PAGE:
19. 19. Prevalence Proportion of people in a defined population that have a given disease at a specified point in time • Prevalence = no. of people with the disease at particular point in time no. of people in the population at a particular point in time Examples:- • Prevalence living in the Prevalence Thailand. Prevalence of chronic pain among people aged 25+ years and Grampian region, UK. of typhoid among villagers living in Tak province,• • of diagnosed asthma in individuals aged 15 to 50 years, registered with a particular general practice in Carlton.
20. 20. Incidence risk (Cumulative incidence) Proportion of new cases in a disease free population in a given time period • Incidence risk = no. of new cases of disease in a given time period no. of people disease-free at beginning of time period Examples:- • Incidence risk of death in five years following diagnosis with prostate cancer Incidence risk of breast cancer over 10 years of follow-up in women 40-69 years of age and free from breast cancer in 1990 •
21. 21. Incidence rate (NOT a proportion) Number of new cases in a disease free population per person per unit time • that occur Incidence rate = no. of new cases of disease total person-years of observation Examples:- • Incidence rate of all-cause mortality of men in the Melbourne Collaborative Cohort Study = 9.0 per 1000 men per year ‘9 out of every 1000 men die each year’ (
22. 22. Comparing two proportions
23. 23. Comparing two proportions 2×2 table • • • Proportion Proportion Proportion of all subjects experiencing outcome, p = d/n in exposed group, p1 = d1/n1 in unexposed group, p0 = d0/n0 Be alert (not alarmed): watch for transposing the table and swapping columns or rows With outcome (diseased) Without outcome (disease-free) Total Exposed (group 1) d1 h1 n1 Unexposed (group 0) d0 h0 n0 Total d h n
24. 24. Comparing two proportions Example:- TBM trial (Thwaites GE et al 2004) Adults with tuberculous meningitis randomly allocated into treatment groups: 2 1. 2. Dexamethasone Placebo Outcome measure: Death during nine months following start of treatment. Research question: Can treatment with dexamethasone reduce the risk of death adults with tuberculous meningitis? among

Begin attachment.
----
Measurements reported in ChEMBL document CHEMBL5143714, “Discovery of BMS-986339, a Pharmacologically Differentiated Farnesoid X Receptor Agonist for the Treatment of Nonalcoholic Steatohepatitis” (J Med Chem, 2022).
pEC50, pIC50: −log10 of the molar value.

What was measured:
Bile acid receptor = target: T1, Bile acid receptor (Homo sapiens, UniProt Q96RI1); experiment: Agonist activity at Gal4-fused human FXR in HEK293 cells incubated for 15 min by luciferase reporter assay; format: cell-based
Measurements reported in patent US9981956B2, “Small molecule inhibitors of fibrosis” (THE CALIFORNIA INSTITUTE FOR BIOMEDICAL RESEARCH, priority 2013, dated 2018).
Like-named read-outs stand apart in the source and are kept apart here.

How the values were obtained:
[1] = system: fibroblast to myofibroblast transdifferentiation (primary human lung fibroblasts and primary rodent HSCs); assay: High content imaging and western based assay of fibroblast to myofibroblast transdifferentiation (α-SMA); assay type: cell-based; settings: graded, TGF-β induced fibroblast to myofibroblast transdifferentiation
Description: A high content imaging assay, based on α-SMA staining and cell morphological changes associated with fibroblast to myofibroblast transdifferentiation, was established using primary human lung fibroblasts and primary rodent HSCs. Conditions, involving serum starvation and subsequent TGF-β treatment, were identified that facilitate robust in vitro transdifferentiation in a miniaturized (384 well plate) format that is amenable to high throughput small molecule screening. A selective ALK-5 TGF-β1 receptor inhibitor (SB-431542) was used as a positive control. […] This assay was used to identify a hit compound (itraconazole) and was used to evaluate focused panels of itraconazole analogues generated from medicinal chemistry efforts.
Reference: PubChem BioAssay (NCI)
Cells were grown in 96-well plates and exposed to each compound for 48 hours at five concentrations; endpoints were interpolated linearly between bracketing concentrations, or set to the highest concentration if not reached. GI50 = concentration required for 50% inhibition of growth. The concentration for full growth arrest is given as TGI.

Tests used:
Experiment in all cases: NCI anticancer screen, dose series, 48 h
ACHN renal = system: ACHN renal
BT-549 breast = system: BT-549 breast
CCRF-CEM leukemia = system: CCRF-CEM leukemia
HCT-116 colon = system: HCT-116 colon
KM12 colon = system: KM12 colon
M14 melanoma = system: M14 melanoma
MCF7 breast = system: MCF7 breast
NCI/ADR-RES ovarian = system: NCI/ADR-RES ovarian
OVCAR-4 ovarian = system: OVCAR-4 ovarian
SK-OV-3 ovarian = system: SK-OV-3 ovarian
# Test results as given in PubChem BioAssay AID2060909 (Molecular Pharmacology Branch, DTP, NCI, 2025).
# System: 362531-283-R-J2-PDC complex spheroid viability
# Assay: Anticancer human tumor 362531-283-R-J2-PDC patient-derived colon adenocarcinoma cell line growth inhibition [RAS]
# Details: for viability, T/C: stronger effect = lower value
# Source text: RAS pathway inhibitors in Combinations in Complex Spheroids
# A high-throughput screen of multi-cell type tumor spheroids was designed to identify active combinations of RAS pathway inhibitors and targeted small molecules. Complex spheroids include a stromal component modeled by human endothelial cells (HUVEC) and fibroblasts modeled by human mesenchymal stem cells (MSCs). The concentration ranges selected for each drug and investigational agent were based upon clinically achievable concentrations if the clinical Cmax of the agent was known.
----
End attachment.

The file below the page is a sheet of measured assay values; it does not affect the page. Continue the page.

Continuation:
25. 25. Comparing two proportions Example – TBM trial Death during 9 months post start of treatment Treatment group Yes No Total Dexamethasone (group 1) 87 187 274 Placebo (group 0) 112 159 271 Total 199 346 545
26. 26. Difference in two population proportions, π1-π0 Estimate of difference in population proportions = p1 – p0 Example:- TBM trial Dexamethasone p1 = d1/n1 = 87/274 = 0.318 Placebo p0 = d0/n0 = 112/271 = 0.413 p1 – p0 = 0.318 – 0.413 = -0.095 (or -9.5%)
27. 27. Difference in two proportions - Inference • Obtain a sample estimate, p1-p0, of the difference in population proportions, π1Dπ0 • REMEMBER different samples of π1Dπ0 (e.g. sample 1 p11-p10, would give different estimates sample 2 p21-p20,…) • Derive: – Standard error of difference in sample proportions – Confidence interval of difference in population proportions
28. 28. Standard error & confidence interval for difference between two proportions • Standard error (SE) for difference between sample proportions:- [s.e.( p )]2 +[s.e.( p )]2 s.e.( p ) =− p 1 0 1 0 • 95% CI for difference between population Lower limit = (p1-p0) - 1.96×s.e.(p1-p0) Upper limit = (p1-p0) + 1.96×s.e.(p1-p0) proportions:-
29. 29. Standard error & confidence interval for difference between two proportions Example:- TBM trial Estimate of difference in population proportions = p1-p0 = -0.095 s.e.(p1-p0) = 0.041 95% CI for difference in population proportions (π1-π0): -0.095 ± 1.96×0.041 -0.175 up to -0.015 OR -17.5% up to -1.5% Interpretation:- “We are 95% confident, that the difference in population proportions is between -17.5% (dexamethasone reduces the proportion of deaths by a large amount) and -1.5% (dexamethasone marginally reduces the proportion of deaths)”.
30. 30. Comparing proportions using csi 87 112 187 159 Stata | Exposed Unexposed | Total -----------------+------------------------+------------ Cases | Noncases | 87 187 112 159 | | 199 346 -----------------+------------------------+------------ Total | | | | | 274 271 | | | | | 545 Risk .3175182 .4132841 .3651376 Point estimate [95% Conf. Interval] |------------------------+------------------------ Risk difference Risk ratio Prev. frac. ex. Prev. frac. pop | | | | -.0957659 .7682808 .2317192 .1164974 | | | | -.1762352 -.0152966 .6139856 .0386495 .9613505 .3860144 +------------------------------------------------- chi2(1) = 5.39 Pr>chi2 = 0.0202 Remember the warning about how the table is presented -Stata requires presentation with outcome by rows and exposure by columns Results are close to those obtained by hand
31. 31. Difference between two proportions:- Risk difference Example:- TBM trial Outcome measure: Death during nine months treatment. following start of Dexamethasone p1 (incidence risk) = d1/n1 = 87/274 = 0.318 Placebo p0 (incidence risk) = d0/n0 = 112/271 = 0.413 p1 – p0 (risk difference) = 0.318 – 0.413 = -0.095 (or -9.5%)
32. 32. Lecture 8 – Objectives • Define binary variables, prevalence and incidence risk • Calculate and interpret a proportion and 95% confidence interval for the population proportion • Calculate and interpret the difference in sample proportions and 95% confidence interval for difference in population proportions